In order to conduct its ISL operation, HRI plans to create a number of "well fields" at each mining site. Each "well field" includes one production well located in the midst of several injection wells, all spaced in a five-or seven-well geometric pattern.1 As the lixiviant is pumped by the injection wells through the ore zone, a greater amount of water is extracted through the middle production well, lowering the pressure in the center of the well field and thereby drawing the uranium-enriched lixiviant to the production well to be pumped to the surface. The production and injection wells, which tap into the Westwater Canyon aquifer, will be surrounded by monitoring wells, both horizontally in that aquifer and vertically in other aquifers, to insure that there are no excursions of lixiviant outside each well field being mined.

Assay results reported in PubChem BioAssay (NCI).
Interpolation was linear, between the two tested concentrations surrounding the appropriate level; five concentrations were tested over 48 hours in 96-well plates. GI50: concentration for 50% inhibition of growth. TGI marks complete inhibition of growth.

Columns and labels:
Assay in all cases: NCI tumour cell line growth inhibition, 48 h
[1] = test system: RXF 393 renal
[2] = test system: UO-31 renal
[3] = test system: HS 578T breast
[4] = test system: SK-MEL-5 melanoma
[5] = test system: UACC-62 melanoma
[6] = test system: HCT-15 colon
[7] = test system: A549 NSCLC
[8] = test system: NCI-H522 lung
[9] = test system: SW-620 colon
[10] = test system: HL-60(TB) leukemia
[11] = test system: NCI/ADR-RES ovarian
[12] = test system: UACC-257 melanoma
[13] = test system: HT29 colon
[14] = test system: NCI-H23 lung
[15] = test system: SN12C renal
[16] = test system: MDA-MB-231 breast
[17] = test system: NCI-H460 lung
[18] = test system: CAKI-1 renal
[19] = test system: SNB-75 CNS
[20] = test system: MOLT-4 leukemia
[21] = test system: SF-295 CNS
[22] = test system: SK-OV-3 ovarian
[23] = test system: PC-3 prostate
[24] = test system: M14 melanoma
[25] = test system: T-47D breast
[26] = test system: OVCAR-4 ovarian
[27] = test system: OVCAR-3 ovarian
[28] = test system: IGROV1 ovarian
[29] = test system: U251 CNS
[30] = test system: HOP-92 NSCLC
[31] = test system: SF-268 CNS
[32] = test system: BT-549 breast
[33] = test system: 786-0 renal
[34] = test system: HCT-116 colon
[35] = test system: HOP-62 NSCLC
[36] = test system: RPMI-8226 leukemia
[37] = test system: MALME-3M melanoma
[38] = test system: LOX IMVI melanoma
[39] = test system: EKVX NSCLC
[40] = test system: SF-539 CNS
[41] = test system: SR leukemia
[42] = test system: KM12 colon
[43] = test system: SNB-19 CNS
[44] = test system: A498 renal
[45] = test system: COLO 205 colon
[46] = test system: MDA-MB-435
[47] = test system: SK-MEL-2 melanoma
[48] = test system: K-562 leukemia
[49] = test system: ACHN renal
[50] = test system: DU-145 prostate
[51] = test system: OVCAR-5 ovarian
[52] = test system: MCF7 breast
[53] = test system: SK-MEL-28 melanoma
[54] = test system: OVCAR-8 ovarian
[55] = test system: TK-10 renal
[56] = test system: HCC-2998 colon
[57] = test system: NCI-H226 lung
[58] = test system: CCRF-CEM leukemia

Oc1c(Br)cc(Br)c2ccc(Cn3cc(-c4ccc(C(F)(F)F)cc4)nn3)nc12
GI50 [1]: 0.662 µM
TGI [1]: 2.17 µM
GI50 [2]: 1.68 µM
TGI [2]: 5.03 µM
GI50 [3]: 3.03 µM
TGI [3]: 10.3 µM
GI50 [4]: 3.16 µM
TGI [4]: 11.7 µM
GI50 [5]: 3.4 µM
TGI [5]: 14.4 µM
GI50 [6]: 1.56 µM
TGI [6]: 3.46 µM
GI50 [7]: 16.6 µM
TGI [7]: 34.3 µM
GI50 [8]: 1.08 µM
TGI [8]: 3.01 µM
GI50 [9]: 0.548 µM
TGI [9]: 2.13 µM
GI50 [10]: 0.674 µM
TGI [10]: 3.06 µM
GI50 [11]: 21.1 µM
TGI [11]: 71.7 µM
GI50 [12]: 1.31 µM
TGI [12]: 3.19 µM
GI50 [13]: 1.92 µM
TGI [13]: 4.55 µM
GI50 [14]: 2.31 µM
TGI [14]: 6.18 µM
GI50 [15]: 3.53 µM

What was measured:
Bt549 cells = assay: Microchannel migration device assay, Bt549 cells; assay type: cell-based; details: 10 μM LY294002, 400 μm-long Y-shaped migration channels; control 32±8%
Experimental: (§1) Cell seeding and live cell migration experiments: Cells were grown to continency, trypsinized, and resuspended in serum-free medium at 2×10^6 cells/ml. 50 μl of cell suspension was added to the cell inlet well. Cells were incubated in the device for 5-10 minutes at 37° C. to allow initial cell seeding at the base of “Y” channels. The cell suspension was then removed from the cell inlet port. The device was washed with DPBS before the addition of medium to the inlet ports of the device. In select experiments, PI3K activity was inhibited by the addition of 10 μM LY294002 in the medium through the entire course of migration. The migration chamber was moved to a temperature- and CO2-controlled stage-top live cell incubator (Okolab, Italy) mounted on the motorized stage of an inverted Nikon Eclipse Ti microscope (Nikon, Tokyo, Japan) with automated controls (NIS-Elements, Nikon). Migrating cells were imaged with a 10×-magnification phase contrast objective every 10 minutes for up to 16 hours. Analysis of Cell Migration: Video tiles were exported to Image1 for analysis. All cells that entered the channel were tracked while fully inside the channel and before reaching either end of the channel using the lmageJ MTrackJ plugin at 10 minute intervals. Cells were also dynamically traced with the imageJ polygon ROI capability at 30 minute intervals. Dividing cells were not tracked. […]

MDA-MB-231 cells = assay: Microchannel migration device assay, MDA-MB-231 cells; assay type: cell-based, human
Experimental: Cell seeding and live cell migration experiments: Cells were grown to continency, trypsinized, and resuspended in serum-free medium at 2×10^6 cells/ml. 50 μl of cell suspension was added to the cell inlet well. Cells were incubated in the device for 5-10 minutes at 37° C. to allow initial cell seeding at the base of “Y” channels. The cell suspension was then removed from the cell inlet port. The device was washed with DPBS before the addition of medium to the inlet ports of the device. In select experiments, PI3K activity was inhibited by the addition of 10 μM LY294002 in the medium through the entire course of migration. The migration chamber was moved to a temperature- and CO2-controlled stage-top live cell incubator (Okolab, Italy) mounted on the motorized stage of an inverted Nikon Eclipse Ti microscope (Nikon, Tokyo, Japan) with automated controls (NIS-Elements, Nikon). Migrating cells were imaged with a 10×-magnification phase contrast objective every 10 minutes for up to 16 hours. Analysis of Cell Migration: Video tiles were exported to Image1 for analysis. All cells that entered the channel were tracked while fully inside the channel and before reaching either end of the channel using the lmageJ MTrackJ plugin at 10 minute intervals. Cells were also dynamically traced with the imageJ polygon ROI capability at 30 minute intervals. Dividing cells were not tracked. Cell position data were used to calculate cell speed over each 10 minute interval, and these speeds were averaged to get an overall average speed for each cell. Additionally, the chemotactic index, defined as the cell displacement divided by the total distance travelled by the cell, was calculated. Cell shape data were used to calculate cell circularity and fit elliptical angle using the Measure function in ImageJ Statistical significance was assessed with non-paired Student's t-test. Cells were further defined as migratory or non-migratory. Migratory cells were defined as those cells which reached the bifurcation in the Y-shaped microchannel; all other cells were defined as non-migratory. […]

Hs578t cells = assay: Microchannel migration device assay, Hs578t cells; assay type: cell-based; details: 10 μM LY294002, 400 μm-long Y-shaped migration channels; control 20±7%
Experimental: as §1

In 1997, the NRC, in cooperation with the Bureau of Land Management ("BLM") and the Bureau of Indian Affairs ("BIA"), issued a final environmental impact statement ("FEIS"), recommending that the NRC grant HRI's license

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application.2 The NRC did so, issuing HRI a license in January 1998.

This license imposes a number of requirements on HRI. Chief among those is the requirement that, when HRI is finished mining each site, it must reclaim the site and restore the quality of the groundwater. In order to insure this restoration occurs, the license requires HRI to provide a surety to cover the estimated cost of those reclamation efforts.

The NRC, during its proceedings addressing HRI's license application, permitted Petitioners to intervene because they, or their members, "use[] a substantial quantity of water personally or for livestock from a source that is reasonably contiguous to either the injection or processing sites" for the proposed mining locations. In re Hydro Res., Inc., 47 N.R.C. 261, 263, 275-78, 286 (1998), rev'd in part on other grounds, 48 N.R.C. 119 (1998). After issuing HRI its license, the NRC conducted a bifurcated informal adjudicatory hearing, pursuant to 10 C.F.R. Part 2, Subpart L.3 See In re Hydro Res., Inc., 47 N.R.C. at 263.